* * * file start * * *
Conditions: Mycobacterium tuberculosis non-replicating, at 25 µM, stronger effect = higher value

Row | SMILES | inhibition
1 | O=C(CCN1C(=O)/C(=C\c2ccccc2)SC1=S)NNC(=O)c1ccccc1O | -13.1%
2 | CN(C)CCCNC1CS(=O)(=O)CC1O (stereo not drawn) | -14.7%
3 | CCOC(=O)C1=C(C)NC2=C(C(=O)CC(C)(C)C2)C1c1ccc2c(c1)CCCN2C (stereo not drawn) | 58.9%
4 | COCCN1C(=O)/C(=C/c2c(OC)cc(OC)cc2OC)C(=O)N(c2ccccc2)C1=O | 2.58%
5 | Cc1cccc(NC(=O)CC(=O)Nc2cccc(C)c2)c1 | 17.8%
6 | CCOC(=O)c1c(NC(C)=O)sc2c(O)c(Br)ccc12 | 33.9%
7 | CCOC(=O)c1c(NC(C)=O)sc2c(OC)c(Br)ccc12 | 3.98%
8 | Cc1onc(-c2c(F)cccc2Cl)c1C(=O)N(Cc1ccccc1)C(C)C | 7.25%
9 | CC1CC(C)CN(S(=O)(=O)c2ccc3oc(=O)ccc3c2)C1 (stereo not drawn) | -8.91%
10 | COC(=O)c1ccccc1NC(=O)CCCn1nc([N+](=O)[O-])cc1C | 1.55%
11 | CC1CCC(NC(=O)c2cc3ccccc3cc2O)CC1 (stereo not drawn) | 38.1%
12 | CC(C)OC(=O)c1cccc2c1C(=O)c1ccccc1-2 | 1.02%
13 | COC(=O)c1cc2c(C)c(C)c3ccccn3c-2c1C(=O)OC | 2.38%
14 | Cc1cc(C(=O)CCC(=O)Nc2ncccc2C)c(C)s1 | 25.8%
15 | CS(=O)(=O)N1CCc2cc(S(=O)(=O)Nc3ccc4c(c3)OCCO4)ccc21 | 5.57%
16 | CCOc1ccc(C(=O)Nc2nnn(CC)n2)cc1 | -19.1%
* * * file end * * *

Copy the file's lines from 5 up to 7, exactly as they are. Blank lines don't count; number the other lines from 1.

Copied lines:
3 | CCOC(=O)C1=C(C)NC2=C(C(=O)CC(C)(C)C2)C1c1ccc2c(c1)CCCN2C (stereo not drawn) | 58.9%
4 | COCCN1C(=O)/C(=C/c2c(OC)cc(OC)cc2OC)C(=O)N(c2ccccc2)C1=O | 2.58%
5 | Cc1cccc(NC(=O)CC(=O)Nc2cccc(C)c2)c1 | 17.8%